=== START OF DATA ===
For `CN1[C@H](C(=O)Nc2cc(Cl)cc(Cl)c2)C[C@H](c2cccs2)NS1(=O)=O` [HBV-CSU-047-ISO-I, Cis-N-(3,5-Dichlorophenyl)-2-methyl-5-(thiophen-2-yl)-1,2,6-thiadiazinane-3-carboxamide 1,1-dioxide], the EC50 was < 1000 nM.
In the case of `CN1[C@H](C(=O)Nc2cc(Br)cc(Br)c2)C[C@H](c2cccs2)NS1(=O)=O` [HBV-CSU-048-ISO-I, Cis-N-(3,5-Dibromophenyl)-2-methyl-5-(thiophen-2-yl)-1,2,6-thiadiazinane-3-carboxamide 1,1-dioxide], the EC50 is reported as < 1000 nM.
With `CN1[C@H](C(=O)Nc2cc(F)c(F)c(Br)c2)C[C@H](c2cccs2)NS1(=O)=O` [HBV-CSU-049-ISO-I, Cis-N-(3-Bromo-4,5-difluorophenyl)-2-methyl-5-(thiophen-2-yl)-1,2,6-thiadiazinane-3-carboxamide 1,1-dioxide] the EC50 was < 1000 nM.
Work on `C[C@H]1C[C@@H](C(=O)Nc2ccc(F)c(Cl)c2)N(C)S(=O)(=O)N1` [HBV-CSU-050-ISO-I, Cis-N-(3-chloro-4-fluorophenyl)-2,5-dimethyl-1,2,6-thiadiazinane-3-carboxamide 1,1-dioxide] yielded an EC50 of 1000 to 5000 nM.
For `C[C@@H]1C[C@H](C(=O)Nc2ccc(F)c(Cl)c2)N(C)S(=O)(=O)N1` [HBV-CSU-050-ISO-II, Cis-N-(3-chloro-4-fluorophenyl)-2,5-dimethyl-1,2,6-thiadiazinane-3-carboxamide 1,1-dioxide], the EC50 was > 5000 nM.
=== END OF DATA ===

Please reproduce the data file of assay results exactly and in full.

For `CN1[C@H](C(=O)Nc2cc(Cl)cc(Cl)c2)C[C@H](c2cccs2)NS1(=O)=O` [HBV-CSU-047-ISO-I, Cis-N-(3,5-Dichlorophenyl)-2-methyl-5-(thiophen-2-yl)-1,2,6-thiadiazinane-3-carboxamide 1,1-dioxide], the EC50 was < 1000 nM.
In the case of `CN1[C@H](C(=O)Nc2cc(Br)cc(Br)c2)C[C@H](c2cccs2)NS1(=O)=O` [HBV-CSU-048-ISO-I, Cis-N-(3,5-Dibromophenyl)-2-methyl-5-(thiophen-2-yl)-1,2,6-thiadiazinane-3-carboxamide 1,1-dioxide], the EC50 is reported as < 1000 nM.
With `CN1[C@H](C(=O)Nc2cc(F)c(F)c(Br)c2)C[C@H](c2cccs2)NS1(=O)=O` [HBV-CSU-049-ISO-I, Cis-N-(3-Bromo-4,5-difluorophenyl)-2-methyl-5-(thiophen-2-yl)-1,2,6-thiadiazinane-3-carboxamide 1,1-dioxide] the EC50 was < 1000 nM.
Work on `C[C@H]1C[C@@H](C(=O)Nc2ccc(F)c(Cl)c2)N(C)S(=O)(=O)N1` [HBV-CSU-050-ISO-I, Cis-N-(3-chloro-4-fluorophenyl)-2,5-dimethyl-1,2,6-thiadiazinane-3-carboxamide 1,1-dioxide] yielded an EC50 of 1000 to 5000 nM.
For `C[C@@H]1C[C@H](C(=O)Nc2ccc(F)c(Cl)c2)N(C)S(=O)(=O)N1` [HBV-CSU-050-ISO-II, Cis-N-(3-chloro-4-fluorophenyl)-2,5-dimethyl-1,2,6-thiadiazinane-3-carboxamide 1,1-dioxide], the EC50 was > 5000 nM.